Former CIA, NSA director on Trump: 'A president that really doesn't do a lot of homework'

ADAM KELSEY

As controversies continue to engulf the White House — including one concerning a report that President Donald Trump revealed classified information to Russian officials last week — one of the country's foremost leaders in the intelligence community is questioning how the commander in chief can get "up to speed" on the intricacies of his position.

"How does the president learn?" Gen. Michael Hayden, a former director of the NSA and the CIA, asked during an interview on the "Powerhouse Politics" podcast with ABC News' chief White House correspondent Jonathan Karl and political director Rick Klein. "The security establishment then, after discovering that, has to find the right techniques to get inside the president's head."

Hayden addressed concern over Trump's disclosure of intelligence to Russian Foreign Minister Sergey Lavrov and Ambassador to the U.S. Sergey Kislyak about an ISIS terrorist threat, saying that while the president may not have revealed "sources and methods" — as the White House claims — there is a danger that he provided clues.

"'Fact of' sometimes can reveal 'fact how,'" said Hayden, explaining that the nature of any intelligence shared can point "in the directions of the sources and methods."

Hayden, a four-star general, added that the U.S has "a responsibility to warn" foreign nations if there is a threat of "impending danger for someone else, even if we didn't like the someone else" and that Trump's action was not a crime because declassification authority "is totally within his purview" but said he still has work to do to avoid mistakes.

Trump says he had 'absolute right' to share info with Russia

Trump's disclosure endangered spy placed inside ISIS by Israel, officials say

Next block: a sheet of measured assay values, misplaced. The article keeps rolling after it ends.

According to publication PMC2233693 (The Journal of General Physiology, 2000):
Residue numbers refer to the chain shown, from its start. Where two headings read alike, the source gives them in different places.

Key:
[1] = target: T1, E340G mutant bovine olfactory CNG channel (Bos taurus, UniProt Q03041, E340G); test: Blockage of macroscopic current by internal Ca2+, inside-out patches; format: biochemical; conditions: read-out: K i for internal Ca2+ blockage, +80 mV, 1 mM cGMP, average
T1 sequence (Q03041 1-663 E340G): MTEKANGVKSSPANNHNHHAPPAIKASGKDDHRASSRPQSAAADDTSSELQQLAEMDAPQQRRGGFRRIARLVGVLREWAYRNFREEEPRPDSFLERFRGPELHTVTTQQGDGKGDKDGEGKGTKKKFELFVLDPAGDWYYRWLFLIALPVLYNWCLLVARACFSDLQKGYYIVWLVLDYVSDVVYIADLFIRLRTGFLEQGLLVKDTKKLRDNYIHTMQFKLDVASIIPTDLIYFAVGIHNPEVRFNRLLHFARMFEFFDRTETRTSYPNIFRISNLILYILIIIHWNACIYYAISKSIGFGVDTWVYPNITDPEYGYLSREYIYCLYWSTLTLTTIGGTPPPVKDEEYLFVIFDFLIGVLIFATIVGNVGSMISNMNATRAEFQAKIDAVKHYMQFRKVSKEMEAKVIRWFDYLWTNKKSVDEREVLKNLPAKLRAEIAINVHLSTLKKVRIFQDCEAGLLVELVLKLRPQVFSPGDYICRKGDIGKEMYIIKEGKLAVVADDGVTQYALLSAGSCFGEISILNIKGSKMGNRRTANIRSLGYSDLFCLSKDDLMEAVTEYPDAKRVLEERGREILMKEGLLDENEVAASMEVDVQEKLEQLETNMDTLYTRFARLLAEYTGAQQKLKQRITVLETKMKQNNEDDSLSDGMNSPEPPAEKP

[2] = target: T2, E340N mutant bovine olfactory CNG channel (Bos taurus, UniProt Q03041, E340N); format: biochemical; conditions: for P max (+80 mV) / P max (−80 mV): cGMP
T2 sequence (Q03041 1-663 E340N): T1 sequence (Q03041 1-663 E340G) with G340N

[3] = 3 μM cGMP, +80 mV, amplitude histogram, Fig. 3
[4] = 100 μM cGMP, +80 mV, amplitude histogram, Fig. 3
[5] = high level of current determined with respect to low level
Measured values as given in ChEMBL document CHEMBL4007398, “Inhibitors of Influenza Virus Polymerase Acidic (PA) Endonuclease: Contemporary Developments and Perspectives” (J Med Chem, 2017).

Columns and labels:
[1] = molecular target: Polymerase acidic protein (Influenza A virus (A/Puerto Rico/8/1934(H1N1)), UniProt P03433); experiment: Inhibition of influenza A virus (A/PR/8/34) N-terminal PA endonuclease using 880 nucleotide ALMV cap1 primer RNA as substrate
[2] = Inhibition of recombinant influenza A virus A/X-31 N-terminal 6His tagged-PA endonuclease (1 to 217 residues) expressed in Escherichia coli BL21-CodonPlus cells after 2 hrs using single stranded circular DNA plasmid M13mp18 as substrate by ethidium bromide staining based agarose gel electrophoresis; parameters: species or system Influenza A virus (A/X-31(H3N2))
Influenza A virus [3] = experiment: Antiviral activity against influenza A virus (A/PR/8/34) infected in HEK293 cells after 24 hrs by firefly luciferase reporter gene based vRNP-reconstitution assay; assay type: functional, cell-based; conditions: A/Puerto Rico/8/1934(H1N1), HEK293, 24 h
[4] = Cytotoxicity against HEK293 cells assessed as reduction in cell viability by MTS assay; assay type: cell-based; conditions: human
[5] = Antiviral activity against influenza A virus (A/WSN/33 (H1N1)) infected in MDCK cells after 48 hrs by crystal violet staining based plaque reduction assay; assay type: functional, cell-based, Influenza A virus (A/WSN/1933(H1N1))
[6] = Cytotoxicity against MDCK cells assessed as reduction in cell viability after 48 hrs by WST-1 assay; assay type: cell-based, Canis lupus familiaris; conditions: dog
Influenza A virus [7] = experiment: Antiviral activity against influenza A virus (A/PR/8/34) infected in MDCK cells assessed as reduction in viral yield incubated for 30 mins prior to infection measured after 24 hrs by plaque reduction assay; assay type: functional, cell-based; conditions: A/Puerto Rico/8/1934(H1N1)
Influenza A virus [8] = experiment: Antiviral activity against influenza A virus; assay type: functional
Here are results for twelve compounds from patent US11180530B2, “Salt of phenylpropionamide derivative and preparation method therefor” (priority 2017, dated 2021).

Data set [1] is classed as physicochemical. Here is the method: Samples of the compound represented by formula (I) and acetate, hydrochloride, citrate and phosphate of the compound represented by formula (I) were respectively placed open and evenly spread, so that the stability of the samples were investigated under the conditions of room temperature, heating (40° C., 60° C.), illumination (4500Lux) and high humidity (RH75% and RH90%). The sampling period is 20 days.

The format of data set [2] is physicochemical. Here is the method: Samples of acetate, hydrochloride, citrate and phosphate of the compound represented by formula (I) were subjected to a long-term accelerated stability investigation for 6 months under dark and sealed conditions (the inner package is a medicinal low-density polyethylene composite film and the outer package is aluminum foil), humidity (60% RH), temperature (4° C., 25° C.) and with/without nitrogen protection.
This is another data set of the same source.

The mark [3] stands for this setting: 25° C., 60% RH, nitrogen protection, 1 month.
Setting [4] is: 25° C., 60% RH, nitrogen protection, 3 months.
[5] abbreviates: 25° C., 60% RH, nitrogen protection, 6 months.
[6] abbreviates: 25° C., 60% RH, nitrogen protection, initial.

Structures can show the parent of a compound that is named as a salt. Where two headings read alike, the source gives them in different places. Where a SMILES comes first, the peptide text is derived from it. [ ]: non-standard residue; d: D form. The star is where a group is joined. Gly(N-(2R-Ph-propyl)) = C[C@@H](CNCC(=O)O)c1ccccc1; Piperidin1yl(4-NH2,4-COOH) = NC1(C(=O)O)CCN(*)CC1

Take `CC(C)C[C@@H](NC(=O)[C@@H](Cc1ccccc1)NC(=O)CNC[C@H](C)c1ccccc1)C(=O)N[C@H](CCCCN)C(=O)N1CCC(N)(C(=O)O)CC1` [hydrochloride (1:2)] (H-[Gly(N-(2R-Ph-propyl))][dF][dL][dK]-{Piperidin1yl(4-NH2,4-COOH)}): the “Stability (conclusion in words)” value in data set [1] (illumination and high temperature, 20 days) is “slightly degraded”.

"Right now, the word on the street is that this is a president that really doesn't do a lot of homework, that is almost preternaturally confident in his own instincts and judgments," said Hayden. "He doesn't seem to have a whole lot of respect for the institutions that are designed to bring him this detailed knowledge."

Hayden conceded that Trump's outside-the-Beltway career, in business and real estate, entailed a steep learning curve in the Oval Office but added, "What I don't understand is the lack of humility in the face of that obvious lack of background."

In a separate conversation on the podcast with Brian Fallon, who served as the national press secretary for Hillary Clinton's presidential campaign, the circumstances surrounding the firing of FBI Director James Comey were discussed.

Fallon, who publicly condemned Comey's action to disclose information about the investigation into Clinton's handling of classified material just before the election last year, portrayed Comey as someone who "knows the ways of Washington very well" and seemed to echo some of the criticisms of Comey levied by Trump last week.

"He's very concerned at all times with optics," said Fallon. "He's very familiar with Washington parlor games and knows how to curry favor in Washington circles."

In an interview with NBC last week after the firing, Trump labeled Comey a "showboat" and a "grandstander."

While agreeing with many of the critiques of Comey's handling of the Clinton situation outlined by Deputy Attorney General Rod Rosenstein in a letter to the president last week before the director's dismissal, Fallon said that the timing of the termination was a bigger issue.

"You can't ... as Rod Rosenstein, as the highest-ranking Justice Department official who's not recused in this case, sign off on the firing at a time when there's an active investigation into the president's own campaign," said Fallon.

Asked for his opinion on who should take the helm of the bureau, he selected someone who was a finalist for the position the last time around, Lisa Monaco, who was an assistant attorney general for national security and a homeland security adviser in the Obama administration.

"[She] has the respect of national security professionals and prosecutors," said Fallon.